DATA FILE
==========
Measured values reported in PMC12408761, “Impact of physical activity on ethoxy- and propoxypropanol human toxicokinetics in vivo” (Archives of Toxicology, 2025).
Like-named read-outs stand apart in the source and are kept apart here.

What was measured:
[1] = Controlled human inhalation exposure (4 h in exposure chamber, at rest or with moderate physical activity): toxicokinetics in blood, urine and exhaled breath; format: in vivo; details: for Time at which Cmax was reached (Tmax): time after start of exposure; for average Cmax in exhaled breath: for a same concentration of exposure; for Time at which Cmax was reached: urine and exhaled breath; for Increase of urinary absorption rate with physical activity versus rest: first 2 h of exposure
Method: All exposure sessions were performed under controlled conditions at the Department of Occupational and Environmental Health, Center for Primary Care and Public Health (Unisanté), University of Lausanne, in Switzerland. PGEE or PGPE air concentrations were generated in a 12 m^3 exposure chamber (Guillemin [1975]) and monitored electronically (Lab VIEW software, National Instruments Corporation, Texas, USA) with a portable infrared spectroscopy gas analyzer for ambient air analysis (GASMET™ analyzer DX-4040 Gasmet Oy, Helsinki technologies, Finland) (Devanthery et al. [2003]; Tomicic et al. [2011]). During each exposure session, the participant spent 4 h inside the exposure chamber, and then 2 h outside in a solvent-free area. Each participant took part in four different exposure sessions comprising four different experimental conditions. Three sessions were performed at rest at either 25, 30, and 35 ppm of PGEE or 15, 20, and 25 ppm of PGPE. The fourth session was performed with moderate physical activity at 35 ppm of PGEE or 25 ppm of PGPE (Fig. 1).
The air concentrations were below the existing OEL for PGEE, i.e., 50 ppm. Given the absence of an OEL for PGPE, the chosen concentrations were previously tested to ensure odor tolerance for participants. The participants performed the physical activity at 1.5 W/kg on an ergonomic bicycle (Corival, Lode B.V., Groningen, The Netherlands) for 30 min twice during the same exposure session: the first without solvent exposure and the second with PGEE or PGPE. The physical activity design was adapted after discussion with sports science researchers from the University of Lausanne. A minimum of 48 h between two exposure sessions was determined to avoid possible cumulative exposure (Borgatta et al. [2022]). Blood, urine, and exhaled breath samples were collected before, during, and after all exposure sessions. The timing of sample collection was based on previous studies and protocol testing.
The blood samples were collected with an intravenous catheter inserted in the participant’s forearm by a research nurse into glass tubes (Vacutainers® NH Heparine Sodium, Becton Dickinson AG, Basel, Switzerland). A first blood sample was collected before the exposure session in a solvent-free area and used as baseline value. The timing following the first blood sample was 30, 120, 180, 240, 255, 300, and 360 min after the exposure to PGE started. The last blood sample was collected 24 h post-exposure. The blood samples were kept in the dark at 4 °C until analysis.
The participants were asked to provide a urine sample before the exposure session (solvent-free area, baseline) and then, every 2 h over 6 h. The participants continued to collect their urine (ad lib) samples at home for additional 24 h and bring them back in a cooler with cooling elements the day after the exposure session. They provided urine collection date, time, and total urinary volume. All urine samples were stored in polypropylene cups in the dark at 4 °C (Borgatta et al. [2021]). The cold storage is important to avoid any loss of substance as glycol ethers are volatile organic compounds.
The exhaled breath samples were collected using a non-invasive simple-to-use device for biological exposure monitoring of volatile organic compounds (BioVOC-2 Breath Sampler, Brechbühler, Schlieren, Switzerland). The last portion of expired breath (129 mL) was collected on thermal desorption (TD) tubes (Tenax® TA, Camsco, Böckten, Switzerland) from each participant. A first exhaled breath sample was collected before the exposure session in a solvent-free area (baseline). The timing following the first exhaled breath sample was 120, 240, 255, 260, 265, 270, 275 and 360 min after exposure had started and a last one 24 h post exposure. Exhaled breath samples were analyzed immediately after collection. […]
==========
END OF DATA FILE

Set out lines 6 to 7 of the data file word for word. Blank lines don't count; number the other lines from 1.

The air concentrations were below the existing OEL for PGEE, i.e., 50 ppm. Given the absence of an OEL for PGPE, the chosen concentrations were previously tested to ensure odor tolerance for participants. The participants performed the physical activity at 1.5 W/kg on an ergonomic bicycle (Corival, Lode B.V., Groningen, The Netherlands) for 30 min twice during the same exposure session: the first without solvent exposure and the second with PGEE or PGPE. The physical activity design was adapted after discussion with sports science researchers from the University of Lausanne. A minimum of 48 h between two exposure sessions was determined to avoid possible cumulative exposure (Borgatta et al. [2022]). Blood, urine, and exhaled breath samples were collected before, during, and after all exposure sessions. The timing of sample collection was based on previous studies and protocol testing.
The blood samples were collected with an intravenous catheter inserted in the participant’s forearm by a research nurse into glass tubes (Vacutainers® NH Heparine Sodium, Becton Dickinson AG, Basel, Switzerland). A first blood sample was collected before the exposure session in a solvent-free area and used as baseline value. The timing following the first blood sample was 30, 120, 180, 240, 255, 300, and 360 min after the exposure to PGE started. The last blood sample was collected 24 h post-exposure. The blood samples were kept in the dark at 4 °C until analysis.